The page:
Divisive politics is generally frowned upon by the Kenyan media. It does, however, appear like the press has divided political loyalty. And if one cuts through the pretentious projection of editorial neutrality, a disturbing underlying political bias is likely to be encountered. That's how angling of a story and apportioning of prominence can be so divisive.
One paper decides to scream out an admonishment by the government directed at the opposition, in the context of a 'snubbed' invitation to a national day celebration.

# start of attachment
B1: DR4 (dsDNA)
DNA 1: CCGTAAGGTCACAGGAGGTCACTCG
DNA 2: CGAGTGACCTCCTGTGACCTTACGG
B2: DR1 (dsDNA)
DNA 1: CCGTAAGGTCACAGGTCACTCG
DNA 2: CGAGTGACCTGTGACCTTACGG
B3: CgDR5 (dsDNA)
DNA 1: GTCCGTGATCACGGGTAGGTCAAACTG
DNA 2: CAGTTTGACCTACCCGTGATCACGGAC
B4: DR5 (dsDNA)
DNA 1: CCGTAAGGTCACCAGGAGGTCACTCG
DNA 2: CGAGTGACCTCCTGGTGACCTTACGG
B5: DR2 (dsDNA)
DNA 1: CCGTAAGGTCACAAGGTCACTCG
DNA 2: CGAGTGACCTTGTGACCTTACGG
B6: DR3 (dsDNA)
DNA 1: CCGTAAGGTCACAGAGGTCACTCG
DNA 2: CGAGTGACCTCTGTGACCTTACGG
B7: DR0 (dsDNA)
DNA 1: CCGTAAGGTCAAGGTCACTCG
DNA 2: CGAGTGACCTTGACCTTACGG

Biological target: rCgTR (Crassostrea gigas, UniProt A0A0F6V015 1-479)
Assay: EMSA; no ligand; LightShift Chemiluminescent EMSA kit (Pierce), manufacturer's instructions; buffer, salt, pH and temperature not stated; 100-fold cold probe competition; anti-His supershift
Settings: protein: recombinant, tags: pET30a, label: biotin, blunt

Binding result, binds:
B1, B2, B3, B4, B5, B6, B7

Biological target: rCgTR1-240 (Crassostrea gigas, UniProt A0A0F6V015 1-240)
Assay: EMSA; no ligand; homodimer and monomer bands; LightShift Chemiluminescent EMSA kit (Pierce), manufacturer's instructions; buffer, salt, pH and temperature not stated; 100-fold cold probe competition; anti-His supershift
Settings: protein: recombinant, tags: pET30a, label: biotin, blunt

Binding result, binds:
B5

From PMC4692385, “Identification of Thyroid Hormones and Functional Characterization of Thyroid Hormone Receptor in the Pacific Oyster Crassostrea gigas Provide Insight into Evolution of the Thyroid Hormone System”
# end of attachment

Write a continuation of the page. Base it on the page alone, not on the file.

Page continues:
Granted, an invitation to the ceremony was not honoured.
And probably, some people can impute this to be disrespectful to the Head of State.
Another paper though, provides a different perspective, that prominently explains the absence of the opposition, in the national day event.
It's as if Paper 2 is deliberately trying to undo any potential political damage emanating from what Paper 1 has published.
Or Paper 1 is deliberately trying to downplay the point being amplified by Paper 2.
Yet somehow, readers are supposed to rise above divisive politics, because a divided press says so!